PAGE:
District 8 candidate Melinda Day, twenty-five, was born in Tucson, came here three years ago for a PhD in microbiology, and works full-time as a research assistant. She says she’s running because “as a grad student, I find we’re getting hit really hard by the economy. Unemployment for people my age is really high because of the economic environment the government has created with huge budget deficits that scare business away.” As for the county budget, Day says, “the first thing to do would be to cut contributions to nonprofits. Then we should look into restructuring the county government.”

Incumbent Democrat Barbara Bergman points out that the current board has already balanced the current year’s budget despite a $34 million revenue shortfall–though since property tax revenues will continue to fall, balancing “the 2012-13 budget will [also] be tough.” Bergman believes she’s the best person for that job because after eighteen years as a commissioner, “I’ve got the experience, the compassion, and the knowledge to know what the issues are and what makes government work”–all qualities she says the Tea Party Republicans lack.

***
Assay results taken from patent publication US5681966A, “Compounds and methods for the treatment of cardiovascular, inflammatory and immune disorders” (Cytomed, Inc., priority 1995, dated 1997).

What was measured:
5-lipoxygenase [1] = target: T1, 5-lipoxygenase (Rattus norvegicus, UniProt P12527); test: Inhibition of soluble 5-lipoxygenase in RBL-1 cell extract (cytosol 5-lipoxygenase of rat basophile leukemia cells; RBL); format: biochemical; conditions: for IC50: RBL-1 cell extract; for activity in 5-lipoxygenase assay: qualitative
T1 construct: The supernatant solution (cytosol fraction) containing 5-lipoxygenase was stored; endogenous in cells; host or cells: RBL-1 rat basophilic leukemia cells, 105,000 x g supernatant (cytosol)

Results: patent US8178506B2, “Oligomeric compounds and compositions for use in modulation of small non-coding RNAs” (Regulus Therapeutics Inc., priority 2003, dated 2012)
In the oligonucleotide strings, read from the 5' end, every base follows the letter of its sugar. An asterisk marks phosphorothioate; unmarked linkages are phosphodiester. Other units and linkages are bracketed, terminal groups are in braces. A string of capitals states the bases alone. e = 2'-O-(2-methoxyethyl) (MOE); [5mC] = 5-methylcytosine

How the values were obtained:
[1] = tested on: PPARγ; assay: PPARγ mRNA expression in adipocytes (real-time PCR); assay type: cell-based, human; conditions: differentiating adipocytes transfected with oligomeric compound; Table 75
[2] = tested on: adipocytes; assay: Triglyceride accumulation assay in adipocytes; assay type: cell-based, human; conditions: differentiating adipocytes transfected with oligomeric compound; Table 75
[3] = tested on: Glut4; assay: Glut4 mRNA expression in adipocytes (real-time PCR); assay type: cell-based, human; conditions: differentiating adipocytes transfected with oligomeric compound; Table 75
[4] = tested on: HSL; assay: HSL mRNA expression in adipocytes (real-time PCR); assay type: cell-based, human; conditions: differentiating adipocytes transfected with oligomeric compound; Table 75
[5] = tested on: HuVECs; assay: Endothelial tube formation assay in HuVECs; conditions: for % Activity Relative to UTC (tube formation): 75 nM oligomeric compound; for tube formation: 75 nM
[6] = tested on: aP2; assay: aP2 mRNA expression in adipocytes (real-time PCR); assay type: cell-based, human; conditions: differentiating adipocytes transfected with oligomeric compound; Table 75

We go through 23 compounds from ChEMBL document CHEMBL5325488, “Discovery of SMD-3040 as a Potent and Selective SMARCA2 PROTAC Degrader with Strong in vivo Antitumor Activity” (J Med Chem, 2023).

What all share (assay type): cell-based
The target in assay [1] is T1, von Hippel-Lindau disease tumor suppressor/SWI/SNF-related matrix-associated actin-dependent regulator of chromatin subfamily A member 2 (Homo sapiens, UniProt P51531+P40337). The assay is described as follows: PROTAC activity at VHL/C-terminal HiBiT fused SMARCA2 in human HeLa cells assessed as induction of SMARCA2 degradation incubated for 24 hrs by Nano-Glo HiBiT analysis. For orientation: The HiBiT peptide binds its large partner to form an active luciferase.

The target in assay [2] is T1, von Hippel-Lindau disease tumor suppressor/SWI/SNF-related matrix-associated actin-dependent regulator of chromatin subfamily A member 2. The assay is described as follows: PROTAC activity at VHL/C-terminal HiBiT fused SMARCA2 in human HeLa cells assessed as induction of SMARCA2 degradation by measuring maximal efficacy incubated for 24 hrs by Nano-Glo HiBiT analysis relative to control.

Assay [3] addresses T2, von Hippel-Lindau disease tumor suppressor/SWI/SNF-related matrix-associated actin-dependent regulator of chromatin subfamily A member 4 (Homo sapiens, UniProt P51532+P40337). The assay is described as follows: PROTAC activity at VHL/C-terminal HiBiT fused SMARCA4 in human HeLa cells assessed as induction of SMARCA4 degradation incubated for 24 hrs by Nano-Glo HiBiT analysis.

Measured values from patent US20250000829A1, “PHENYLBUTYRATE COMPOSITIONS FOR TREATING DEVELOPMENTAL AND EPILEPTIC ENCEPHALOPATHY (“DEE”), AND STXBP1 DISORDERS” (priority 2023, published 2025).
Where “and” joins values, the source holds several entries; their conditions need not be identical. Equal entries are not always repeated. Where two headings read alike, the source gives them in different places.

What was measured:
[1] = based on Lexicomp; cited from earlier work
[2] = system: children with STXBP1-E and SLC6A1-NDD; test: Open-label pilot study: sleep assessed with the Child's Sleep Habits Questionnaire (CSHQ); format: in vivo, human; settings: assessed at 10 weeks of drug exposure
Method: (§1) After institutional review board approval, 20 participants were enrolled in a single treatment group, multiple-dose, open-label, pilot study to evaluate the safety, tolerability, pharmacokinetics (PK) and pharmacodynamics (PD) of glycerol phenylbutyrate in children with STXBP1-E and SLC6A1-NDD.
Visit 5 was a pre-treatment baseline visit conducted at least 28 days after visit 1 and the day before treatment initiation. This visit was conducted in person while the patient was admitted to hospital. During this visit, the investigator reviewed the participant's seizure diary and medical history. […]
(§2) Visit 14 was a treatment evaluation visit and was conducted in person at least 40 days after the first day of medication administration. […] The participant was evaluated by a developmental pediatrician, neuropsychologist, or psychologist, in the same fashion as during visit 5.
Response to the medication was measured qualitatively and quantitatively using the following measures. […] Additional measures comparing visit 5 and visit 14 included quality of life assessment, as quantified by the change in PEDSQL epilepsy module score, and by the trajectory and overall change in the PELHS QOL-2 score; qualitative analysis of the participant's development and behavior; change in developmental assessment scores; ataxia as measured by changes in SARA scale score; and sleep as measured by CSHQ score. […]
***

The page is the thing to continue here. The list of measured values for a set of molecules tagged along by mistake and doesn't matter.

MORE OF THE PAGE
Joe Baublis, fifty, moved from Pinckney to the northeast side three years ago and is currently doing home repairs. Running in District 11, he calls for “cuts across the board. Social services should be cut, and so should the homeless shelter. There should be cuts for the prosecutor’s office, cuts for the judges, cuts for human resources, cuts for IT, cuts for the union, cuts for the sheriff. And we should cut from the top echelon, cut the pay of the highest-paid administrators and the highest-paid judges and the county administrator”–though, he admits, “I don’t even know who [the county administrator] is.”